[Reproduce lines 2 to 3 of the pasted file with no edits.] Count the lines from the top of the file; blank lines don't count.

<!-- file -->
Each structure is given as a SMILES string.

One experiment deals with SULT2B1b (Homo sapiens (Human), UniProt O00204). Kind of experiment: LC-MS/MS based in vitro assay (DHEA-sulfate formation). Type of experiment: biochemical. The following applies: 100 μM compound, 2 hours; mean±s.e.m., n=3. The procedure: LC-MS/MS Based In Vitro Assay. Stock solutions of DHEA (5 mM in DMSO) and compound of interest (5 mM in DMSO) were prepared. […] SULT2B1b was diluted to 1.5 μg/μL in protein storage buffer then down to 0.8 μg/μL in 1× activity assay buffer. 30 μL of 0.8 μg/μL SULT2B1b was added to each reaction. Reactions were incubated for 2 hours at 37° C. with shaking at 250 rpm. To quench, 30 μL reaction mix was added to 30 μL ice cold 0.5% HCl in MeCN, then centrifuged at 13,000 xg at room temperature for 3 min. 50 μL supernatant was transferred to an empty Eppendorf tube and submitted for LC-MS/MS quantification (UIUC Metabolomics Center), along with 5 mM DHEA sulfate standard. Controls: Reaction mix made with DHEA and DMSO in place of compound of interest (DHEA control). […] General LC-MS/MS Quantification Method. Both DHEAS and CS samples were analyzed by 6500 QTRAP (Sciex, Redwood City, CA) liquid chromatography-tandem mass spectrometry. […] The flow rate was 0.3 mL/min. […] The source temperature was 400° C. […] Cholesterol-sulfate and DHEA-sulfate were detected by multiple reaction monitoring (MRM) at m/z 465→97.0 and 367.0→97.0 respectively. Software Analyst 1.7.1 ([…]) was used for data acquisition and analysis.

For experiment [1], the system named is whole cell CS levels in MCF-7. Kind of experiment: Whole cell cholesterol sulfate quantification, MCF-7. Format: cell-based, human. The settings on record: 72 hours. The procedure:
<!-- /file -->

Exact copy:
One experiment deals with SULT2B1b (Homo sapiens (Human), UniProt O00204). Kind of experiment: LC-MS/MS based in vitro assay (DHEA-sulfate formation). Type of experiment: biochemical. The following applies: 100 μM compound, 2 hours; mean±s.e.m., n=3. The procedure: LC-MS/MS Based In Vitro Assay. Stock solutions of DHEA (5 mM in DMSO) and compound of interest (5 mM in DMSO) were prepared. […] SULT2B1b was diluted to 1.5 μg/μL in protein storage buffer then down to 0.8 μg/μL in 1× activity assay buffer. 30 μL of 0.8 μg/μL SULT2B1b was added to each reaction. Reactions were incubated for 2 hours at 37° C. with shaking at 250 rpm. To quench, 30 μL reaction mix was added to 30 μL ice cold 0.5% HCl in MeCN, then centrifuged at 13,000 xg at room temperature for 3 min. 50 μL supernatant was transferred to an empty Eppendorf tube and submitted for LC-MS/MS quantification (UIUC Metabolomics Center), along with 5 mM DHEA sulfate standard. Controls: Reaction mix made with DHEA and DMSO in place of compound of interest (DHEA control). […] General LC-MS/MS Quantification Method. Both DHEAS and CS samples were analyzed by 6500 QTRAP (Sciex, Redwood City, CA) liquid chromatography-tandem mass spectrometry. […] The flow rate was 0.3 mL/min. […] The source temperature was 400° C. […] Cholesterol-sulfate and DHEA-sulfate were detected by multiple reaction monitoring (MRM) at m/z 465→97.0 and 367.0→97.0 respectively. Software Analyst 1.7.1 ([…]) was used for data acquisition and analysis.

For experiment [1], the system named is whole cell CS levels in MCF-7. Kind of experiment: Whole cell cholesterol sulfate quantification, MCF-7. Format: cell-based, human. The settings on record: 72 hours. The procedure: